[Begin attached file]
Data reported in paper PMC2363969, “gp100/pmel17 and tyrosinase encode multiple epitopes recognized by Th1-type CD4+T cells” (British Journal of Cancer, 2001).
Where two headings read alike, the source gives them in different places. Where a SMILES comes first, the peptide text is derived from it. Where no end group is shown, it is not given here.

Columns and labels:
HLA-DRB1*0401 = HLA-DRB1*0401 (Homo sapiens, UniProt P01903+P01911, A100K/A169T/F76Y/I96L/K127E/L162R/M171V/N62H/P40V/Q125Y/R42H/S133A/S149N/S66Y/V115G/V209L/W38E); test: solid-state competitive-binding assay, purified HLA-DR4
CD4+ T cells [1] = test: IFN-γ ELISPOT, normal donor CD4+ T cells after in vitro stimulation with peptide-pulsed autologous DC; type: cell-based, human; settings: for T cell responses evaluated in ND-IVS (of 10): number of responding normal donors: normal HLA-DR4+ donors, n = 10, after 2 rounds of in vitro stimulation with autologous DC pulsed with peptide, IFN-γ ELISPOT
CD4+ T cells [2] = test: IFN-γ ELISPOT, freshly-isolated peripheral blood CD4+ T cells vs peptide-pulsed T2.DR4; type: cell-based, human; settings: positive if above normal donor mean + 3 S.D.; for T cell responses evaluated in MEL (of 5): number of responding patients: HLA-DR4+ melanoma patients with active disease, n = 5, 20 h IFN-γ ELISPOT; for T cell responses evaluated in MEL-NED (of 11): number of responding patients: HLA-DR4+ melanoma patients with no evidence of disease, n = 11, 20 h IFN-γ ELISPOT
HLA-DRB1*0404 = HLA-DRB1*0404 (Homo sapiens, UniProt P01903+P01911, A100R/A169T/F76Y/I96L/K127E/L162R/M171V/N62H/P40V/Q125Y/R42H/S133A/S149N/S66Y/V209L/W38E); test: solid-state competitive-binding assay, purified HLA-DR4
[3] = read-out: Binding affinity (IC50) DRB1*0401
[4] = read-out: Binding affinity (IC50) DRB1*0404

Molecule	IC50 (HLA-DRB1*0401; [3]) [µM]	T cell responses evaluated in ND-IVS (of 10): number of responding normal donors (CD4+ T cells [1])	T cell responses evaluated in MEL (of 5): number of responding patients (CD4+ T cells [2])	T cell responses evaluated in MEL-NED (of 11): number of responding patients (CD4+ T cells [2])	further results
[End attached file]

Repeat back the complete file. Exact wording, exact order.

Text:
Data reported in paper PMC2363969, “gp100/pmel17 and tyrosinase encode multiple epitopes recognized by Th1-type CD4+T cells” (British Journal of Cancer, 2001).
Where two headings read alike, the source gives them in different places. Where a SMILES comes first, the peptide text is derived from it. Where no end group is shown, it is not given here.

Columns and labels:
HLA-DRB1*0401 = HLA-DRB1*0401 (Homo sapiens, UniProt P01903+P01911, A100K/A169T/F76Y/I96L/K127E/L162R/M171V/N62H/P40V/Q125Y/R42H/S133A/S149N/S66Y/V115G/V209L/W38E); test: solid-state competitive-binding assay, purified HLA-DR4
CD4+ T cells [1] = test: IFN-γ ELISPOT, normal donor CD4+ T cells after in vitro stimulation with peptide-pulsed autologous DC; type: cell-based, human; settings: for T cell responses evaluated in ND-IVS (of 10): number of responding normal donors: normal HLA-DR4+ donors, n = 10, after 2 rounds of in vitro stimulation with autologous DC pulsed with peptide, IFN-γ ELISPOT
CD4+ T cells [2] = test: IFN-γ ELISPOT, freshly-isolated peripheral blood CD4+ T cells vs peptide-pulsed T2.DR4; type: cell-based, human; settings: positive if above normal donor mean + 3 S.D.; for T cell responses evaluated in MEL (of 5): number of responding patients: HLA-DR4+ melanoma patients with active disease, n = 5, 20 h IFN-γ ELISPOT; for T cell responses evaluated in MEL-NED (of 11): number of responding patients: HLA-DR4+ melanoma patients with no evidence of disease, n = 11, 20 h IFN-γ ELISPOT
HLA-DRB1*0404 = HLA-DRB1*0404 (Homo sapiens, UniProt P01903+P01911, A100R/A169T/F76Y/I96L/K127E/L162R/M171V/N62H/P40V/Q125Y/R42H/S133A/S149N/S66Y/V209L/W38E); test: solid-state competitive-binding assay, purified HLA-DR4
[3] = read-out: Binding affinity (IC50) DRB1*0401
[4] = read-out: Binding affinity (IC50) DRB1*0404

Molecule	IC50 (HLA-DRB1*0401; [3]) [µM]	T cell responses evaluated in ND-IVS (of 10): number of responding normal donors (CD4+ T cells [1])	T cell responses evaluated in MEL (of 5): number of responding patients (CD4+ T cells [2])	T cell responses evaluated in MEL-NED (of 11): number of responding patients (CD4+ T cells [2])	further results